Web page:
His new girlfriend, Merrion, comes across as being intelligent and successful, aswell as attractive. She is basically a very likeable woman. As much as you want to hate her, you just can?t! The character of Merrion is particularly well drawn. It briefly goes back to her troubled youth and I think this results in the reader having an understanding as to why this young woman would be attracted to a man of twice her age.

        As I was reading this book I felt that it would have been beneficial to include some detail as to why Guy was driven to start the affair in the first place but as Laura?s character developed, it became more understandable. When she finds out about the affair she is completely distraught about the whole situation, as any wife would be. Not having had an inkling as to what was going on behind her back, she is stunned to find out that her husband is leaving her for another woman.

        An instant reaction is to feel sorry for Laura as she appears to be quite a weak character who has survived off her husband for all these years. Due to her own choices she has been a stay-at-home mum and home maker, taking the utmost pride in her home and garden. Deep down though, she has always suffered from loneliness and a yearning to go back to work.

        As the story progresses you realise that she is actually very strong willed to the point of being manipulative, but in a very subtle way. The reader puts two and two together and comes to the assumption that she has been like that with Guy throughout their marriage as the resentment has grown. You get the impression that it eventually drove him to find comfort in the arms of another woman.

        I didn?t have any sympathy for Laura although at first, I thought that it was perhaps her desperation that was causing her to act in this way. I soon
        came to the conclusion that it is a normal trait which is emphasized due to her current state of mind. She is without doubt the least likeable character in the story.

        In the end...well, that would be telling. You?ll just have to find out for yourself!

        Regarding the ending, if I?m honest I would say that I was hoping for much more. It didn?t finish in the way in which I expected and it seemed to conclude rather suddenly, although it did give a nice, pleasant feeling of settled emotions.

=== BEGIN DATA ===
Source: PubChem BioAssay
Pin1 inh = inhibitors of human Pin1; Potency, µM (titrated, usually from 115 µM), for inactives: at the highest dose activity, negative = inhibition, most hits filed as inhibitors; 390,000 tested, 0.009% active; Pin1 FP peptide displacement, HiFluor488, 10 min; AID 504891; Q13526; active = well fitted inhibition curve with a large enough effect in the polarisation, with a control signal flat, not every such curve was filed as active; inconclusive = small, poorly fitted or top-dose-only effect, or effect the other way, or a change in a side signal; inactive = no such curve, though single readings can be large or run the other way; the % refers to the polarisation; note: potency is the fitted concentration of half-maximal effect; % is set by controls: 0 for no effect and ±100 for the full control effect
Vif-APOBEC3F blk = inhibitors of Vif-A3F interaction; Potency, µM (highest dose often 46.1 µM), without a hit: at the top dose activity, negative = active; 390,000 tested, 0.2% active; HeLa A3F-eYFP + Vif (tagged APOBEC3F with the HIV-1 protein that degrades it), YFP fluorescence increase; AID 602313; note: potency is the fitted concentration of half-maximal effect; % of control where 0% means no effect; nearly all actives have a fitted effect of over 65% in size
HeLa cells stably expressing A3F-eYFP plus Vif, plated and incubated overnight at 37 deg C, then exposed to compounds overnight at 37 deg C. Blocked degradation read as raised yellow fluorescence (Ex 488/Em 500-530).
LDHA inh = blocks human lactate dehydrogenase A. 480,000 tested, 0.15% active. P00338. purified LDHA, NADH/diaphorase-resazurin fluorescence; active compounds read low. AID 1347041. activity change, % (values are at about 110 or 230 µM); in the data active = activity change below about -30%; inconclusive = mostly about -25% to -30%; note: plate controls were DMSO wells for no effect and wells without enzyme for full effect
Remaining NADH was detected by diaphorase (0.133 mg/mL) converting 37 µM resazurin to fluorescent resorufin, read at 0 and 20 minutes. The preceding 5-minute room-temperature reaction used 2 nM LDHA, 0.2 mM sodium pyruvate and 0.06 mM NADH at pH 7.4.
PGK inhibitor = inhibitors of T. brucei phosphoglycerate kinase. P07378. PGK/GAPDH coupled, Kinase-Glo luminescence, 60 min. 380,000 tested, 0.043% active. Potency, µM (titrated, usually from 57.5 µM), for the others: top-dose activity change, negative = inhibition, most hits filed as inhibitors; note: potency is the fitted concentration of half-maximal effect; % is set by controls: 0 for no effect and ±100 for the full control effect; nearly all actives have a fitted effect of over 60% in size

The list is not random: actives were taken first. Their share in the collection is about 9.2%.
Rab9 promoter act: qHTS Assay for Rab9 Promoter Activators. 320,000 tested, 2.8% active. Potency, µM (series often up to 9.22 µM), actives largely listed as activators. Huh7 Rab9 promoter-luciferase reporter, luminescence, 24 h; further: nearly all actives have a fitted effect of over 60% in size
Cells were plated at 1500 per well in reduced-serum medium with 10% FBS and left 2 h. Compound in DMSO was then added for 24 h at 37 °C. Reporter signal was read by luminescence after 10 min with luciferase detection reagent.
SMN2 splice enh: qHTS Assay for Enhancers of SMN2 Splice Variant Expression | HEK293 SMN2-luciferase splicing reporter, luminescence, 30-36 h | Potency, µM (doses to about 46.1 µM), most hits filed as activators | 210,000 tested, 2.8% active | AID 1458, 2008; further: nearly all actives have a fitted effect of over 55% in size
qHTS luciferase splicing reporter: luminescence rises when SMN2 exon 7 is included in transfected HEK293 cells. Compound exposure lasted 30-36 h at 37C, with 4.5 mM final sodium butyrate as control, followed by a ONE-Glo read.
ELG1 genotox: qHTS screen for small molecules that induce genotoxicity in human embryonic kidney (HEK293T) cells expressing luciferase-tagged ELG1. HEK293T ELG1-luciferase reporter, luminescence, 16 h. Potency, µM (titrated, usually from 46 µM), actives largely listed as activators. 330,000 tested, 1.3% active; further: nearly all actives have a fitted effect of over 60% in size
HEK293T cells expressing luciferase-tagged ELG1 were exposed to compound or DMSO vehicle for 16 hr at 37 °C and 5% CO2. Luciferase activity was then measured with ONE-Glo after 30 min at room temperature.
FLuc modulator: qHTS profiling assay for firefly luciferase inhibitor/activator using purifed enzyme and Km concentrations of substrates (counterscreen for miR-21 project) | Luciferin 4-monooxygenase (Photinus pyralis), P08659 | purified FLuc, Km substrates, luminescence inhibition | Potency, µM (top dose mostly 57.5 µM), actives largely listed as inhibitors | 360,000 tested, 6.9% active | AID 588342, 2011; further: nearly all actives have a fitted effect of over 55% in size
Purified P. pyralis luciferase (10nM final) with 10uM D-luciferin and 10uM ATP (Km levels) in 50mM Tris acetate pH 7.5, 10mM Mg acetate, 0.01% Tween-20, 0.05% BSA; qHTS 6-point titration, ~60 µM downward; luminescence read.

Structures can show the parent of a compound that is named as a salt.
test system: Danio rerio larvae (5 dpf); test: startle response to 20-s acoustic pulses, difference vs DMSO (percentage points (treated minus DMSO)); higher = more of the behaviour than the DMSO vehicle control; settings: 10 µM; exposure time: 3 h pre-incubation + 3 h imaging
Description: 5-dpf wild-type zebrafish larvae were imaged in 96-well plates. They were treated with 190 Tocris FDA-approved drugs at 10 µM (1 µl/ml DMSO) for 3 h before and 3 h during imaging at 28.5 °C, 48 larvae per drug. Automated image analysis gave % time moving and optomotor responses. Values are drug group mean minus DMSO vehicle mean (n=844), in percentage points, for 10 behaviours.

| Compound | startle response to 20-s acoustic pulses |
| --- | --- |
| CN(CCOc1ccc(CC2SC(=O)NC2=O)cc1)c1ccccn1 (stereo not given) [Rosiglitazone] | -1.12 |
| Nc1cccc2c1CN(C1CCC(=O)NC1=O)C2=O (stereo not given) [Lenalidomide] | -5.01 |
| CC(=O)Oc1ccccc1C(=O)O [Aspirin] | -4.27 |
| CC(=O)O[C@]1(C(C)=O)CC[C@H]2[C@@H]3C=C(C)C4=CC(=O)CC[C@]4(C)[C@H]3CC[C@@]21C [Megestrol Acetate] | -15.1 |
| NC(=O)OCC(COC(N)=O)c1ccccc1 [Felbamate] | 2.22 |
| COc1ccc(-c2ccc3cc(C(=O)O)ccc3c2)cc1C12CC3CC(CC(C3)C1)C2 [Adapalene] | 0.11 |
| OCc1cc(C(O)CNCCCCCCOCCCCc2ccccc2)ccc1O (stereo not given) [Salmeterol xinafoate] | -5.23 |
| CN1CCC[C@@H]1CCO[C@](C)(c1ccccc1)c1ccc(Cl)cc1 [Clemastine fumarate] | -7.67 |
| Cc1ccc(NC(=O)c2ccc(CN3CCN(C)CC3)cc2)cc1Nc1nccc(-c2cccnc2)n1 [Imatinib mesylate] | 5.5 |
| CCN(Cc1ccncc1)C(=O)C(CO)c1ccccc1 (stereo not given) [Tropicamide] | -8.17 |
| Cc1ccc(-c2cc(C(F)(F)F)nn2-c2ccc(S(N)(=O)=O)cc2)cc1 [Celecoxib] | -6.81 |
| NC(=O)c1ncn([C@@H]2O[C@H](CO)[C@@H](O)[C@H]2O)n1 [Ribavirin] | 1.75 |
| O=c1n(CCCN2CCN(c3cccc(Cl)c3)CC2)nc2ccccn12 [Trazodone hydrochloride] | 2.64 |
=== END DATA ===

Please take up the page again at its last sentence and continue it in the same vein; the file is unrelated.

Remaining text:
Throughout the book the current atmosphere is always very apparent. You can almost feel the strain, tension and uncertainties when Simon goes to visit his mum for the first time after finding out about the affair. And likewise during moments when the family are introduced to Merrion....the sense of awkwardness and embarrassment is excellently conveyed.

        All elements of the book are really descriptive and the attention to detail is fabulous. In each ?scene? the reader is almost given a complete picture and it?s these simple details that bring the story to life and make it such an enjoyable read....the ticking of a clock, the family dogs barking in the background, the rattle of a teacup on it?s saucer....all captured perfectly.

        The characterisation and observations are terrific giving the characters a sense of dimension and reality. The simple, sometimes humourous dialogue also helps to achieve a realistic quality. Trollope somehow manages to get into the heads of each of her characters so you can understand exactly how each of them feels and why they act the way they do. She also has an ability to create characters that you can really associate with, even if you don?t appear to have anything in common with them!